The process of manufacturing the five million set-top boxes (STBs) which government will distribute to poorer households is underway.
Digital Terrestrial Television (DTT) programme manager Dr Fhatuwani Mutuvhi said the process was underway following the appointment of manufacturers by the Universal Service and Access Agency of South Africa (USAASA).
“The South African Post Office will start with the registration process of poor tv-owning households in the Northern Cape in October and this will be followed by the registration in the border-lying areas across the country including Skelpadnest in Thabazimbi,” said Mutuvhi.
Mutuvhi was speaking at a DTT community outreach programme and Imbizo in Thabazimbi, Limpopo led by Communications Minister Faith Muthambi.
Digital migration refers to the switch from an analogue broadcasting system to a digital broadcasting system.
To be able to view digital television signals on an ordinary analogue television set, consumers will need a STB. The purpose of the STBs is to convert the digital signal for reception on an ordinary analogue television set.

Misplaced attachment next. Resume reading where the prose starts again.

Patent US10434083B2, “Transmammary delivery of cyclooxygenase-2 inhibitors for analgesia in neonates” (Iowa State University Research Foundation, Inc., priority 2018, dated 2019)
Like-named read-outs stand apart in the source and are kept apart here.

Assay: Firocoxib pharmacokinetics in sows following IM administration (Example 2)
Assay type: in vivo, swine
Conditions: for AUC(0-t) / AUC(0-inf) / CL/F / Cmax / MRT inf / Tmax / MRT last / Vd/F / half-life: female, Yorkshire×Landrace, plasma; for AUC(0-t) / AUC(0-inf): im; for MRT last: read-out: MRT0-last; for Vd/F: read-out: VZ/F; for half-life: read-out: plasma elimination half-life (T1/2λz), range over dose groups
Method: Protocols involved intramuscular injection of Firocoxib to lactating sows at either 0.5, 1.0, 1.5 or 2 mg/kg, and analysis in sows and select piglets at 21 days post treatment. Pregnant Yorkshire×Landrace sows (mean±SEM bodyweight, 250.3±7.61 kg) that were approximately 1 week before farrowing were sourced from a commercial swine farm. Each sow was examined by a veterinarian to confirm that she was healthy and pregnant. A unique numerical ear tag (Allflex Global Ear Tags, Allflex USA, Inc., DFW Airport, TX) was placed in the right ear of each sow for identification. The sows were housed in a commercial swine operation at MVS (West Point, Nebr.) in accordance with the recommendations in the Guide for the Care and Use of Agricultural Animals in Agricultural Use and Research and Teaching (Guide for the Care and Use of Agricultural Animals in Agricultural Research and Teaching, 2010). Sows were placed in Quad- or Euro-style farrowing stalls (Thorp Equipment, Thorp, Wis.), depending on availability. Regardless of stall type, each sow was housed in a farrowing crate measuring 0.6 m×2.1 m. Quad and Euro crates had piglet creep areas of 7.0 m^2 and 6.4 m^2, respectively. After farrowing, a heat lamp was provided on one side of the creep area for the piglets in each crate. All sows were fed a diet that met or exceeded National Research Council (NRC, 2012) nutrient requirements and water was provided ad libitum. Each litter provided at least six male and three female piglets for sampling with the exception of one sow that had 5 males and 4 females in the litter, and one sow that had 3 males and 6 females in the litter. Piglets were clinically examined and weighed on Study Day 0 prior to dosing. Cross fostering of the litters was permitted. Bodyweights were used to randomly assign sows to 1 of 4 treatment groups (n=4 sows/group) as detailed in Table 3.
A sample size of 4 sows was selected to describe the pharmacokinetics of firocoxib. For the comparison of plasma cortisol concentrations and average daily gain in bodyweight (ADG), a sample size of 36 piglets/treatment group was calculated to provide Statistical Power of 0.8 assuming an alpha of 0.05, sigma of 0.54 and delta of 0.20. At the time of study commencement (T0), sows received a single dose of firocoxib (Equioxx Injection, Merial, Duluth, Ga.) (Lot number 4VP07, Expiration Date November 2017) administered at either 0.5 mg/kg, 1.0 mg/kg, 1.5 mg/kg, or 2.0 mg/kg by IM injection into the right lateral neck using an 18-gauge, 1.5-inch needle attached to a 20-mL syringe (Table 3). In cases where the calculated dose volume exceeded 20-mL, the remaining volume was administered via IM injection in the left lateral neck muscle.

If consumers have not bought a set-top box by the time the country switches to digital broadcasting, they will no longer be able to view the existing terrestrial television broadcasting services.
The Minister visited the area to raise awareness about the DTT programme.
Minister Muthambi told residents she would escalate their service delivery grievances to the relevant government departments.
Sinethemba Victor Booi, who is from the Eastern Cape and works at the Anglo-Platinum mine, told Vuk’uzenzele he was not aware of the country’s move towards digital broadcasting. He hoped government would also work on bringing water and sanitation services to the area.
“We really thank the department for coming and educating us about digital migration.”
Phethang Ntjana said he believed it would create jobs for himself and other unemployed residents. “It’s good when government leaders come to educate us about all these new developments.”